Boston: Gregg Press, 1979. Octavo, cloth. First Gregg Press edition. Text offset from the 1919 edition. New introduction by Edward Hoch. Includes twelve pages of stills from the Boston Blackie films.
[New York]: A Signet Book Published by The New American Library, . Small octavo, pictorial wrappers. First paperback edition. Signet Q3580. Photoplay edition with 16 pages of stills inserted. Novelization of the film which was based in part on the short story "The Sentinel." This paperback edition was released right on the heels of the hardcover edition, the hardcover had a June release date and the paperback published in July. Anatomy of Wonder (2004) II-254. Survey of Science Fiction Literature V, pp. 2343-9.
New York: Grosset & Dunlap, Publishers, 1928. Octavo, pp. [i-iv] v-vi 1-261 [262; ad, 263-266; publishers catalog], frontispiece and seven inserted plates, original green cloth stamped in black. First edition. Photoplay edition, which is also the first edition, with stills from the famous 1927 MGM film starring Lon Chaney. This is a 'lost film', no known print of this film exists. Novelization of the Tod Browning screenplay.
New York: A.L. Burt Company, Publishers, n.d. [circa 1925]. Octavo, cloth. Later edition. Photoplay edition issued with the release of the 1925 First National film directed by Harry Hoyt and starring Wallace Beery, it has four stills from the motion picture. Interestingly this film is the first use of stop motion animation and features the work of animator Willis O'Brien who in 1933 would create King Kong. Another important note is that this film version of the Lost World was a 'lost' film. In a contractual agreement, all know prints (positive and negative) were destroyed in 1929. A truncated 16mm print was what remained until the 1990s when a nearly full length print was discovered in the film archives of the Czech Republic. Today two restored versions exist, one available on DVD, nearly complete and a third longer than any version up to this time with 30 minutes of footage replaced, the other restoration is the property of Eastman Kodak (information from an article at dvdjournal.com).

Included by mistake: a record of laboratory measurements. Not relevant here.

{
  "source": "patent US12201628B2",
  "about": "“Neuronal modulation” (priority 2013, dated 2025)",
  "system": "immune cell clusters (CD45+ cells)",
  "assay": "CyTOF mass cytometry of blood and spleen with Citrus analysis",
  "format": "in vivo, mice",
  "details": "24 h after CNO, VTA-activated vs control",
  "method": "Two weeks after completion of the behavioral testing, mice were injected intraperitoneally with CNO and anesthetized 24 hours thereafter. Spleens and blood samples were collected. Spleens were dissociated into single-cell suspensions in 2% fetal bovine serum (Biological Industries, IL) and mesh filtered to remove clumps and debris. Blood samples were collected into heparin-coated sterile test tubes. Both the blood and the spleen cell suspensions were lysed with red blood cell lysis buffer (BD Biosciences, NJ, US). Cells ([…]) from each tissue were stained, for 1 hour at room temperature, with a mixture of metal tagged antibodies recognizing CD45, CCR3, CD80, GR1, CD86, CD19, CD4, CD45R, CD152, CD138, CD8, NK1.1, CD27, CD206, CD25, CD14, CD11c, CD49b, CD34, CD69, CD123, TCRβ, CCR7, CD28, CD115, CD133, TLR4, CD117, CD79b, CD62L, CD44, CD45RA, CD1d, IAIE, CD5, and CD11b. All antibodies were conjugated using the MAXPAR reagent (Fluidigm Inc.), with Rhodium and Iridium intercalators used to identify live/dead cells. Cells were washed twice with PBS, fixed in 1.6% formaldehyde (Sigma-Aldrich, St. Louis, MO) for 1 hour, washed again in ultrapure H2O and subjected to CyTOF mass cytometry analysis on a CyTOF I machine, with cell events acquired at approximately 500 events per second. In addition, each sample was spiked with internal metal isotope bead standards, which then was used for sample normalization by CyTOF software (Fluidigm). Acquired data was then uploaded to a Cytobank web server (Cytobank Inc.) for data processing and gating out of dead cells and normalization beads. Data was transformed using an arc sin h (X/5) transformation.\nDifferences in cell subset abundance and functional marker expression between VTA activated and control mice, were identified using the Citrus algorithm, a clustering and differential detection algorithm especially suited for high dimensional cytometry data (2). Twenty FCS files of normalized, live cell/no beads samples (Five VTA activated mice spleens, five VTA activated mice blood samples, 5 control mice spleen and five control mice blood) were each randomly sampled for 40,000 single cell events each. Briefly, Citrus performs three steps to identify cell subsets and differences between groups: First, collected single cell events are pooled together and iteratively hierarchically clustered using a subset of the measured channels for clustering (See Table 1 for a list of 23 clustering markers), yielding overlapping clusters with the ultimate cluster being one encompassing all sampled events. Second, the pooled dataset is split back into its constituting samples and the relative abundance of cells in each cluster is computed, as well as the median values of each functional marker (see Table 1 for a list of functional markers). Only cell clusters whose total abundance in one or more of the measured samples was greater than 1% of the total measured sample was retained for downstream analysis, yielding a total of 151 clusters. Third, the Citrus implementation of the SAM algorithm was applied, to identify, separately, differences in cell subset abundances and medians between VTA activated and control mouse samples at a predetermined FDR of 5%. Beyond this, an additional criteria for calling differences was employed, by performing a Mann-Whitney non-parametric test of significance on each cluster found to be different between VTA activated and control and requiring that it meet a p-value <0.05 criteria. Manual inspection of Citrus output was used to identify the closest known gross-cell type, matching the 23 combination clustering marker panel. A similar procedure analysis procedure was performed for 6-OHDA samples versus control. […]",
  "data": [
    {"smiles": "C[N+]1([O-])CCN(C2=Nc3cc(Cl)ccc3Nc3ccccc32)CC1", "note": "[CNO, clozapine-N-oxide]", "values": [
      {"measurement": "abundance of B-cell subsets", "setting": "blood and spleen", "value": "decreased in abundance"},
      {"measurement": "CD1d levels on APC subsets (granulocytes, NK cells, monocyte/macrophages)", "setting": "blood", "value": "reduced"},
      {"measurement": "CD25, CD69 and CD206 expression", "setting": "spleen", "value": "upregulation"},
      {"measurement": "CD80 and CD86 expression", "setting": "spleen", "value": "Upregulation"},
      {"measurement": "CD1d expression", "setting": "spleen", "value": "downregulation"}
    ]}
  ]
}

Berlin: August Scherl G.m.b.H., . Octavo, 3 volumes, each containing four inserted plates with eight film stills, all bound in their original wrappers. First, second and third photoplay editions. The three issues of the German photoplay editions. The first photoplay uses the artwork from the hardcover edition by Willy Reimann depicting a futuristic megalopolis, the second and third issues uses what has become the iconic Werner Graul illustration. Laid in to the second printing is a card signed by the film director Fritz Lang: "Greetings / from / METROPOLIS / Fritz Lang." Also laid in is the rare German advertising herald for the film (we have only seen one other appear in the market place). Anti-utopia set in a gigantic city in the year 2000 "where capitalists oppress a mass of proletarian helots." - Fisher, p. 128. A restitution fantasy in which a patriarchal order is ultimately reestablished. Another interpretation: a parable of psychic integration won after perilous conflict. The Fritz Lang movie adaptation had a mythic scale that would not be challenged -- "The Shape of Things to Come" aside -- for decades to come. New appreciation for the complexities of the film are presented today (2010) as a fully restored version has been put together with the location of a complete film from an archive in Argentina. The influence of Metropolis can still be seen today as it presented a dark vision of society in cities, a major influence on dystopian films of today such as Blade Runner. Anatomy of Wonder (1976) 3-23; (1981) 2-112; (1987) 2-123 and (1995) 2-132. Bleiler, Science-Fiction: The Early Years 1040. Fisher, Fantasy and Politics: Visions of the Future in the Weimar Republic, pp. 126-37; 139-42. Lewis, Utopian Literature, p. 198. Survey of Science Fiction Literature III, pp. 1383-86. Bloch (2002) 1370. Nagl, p. 256.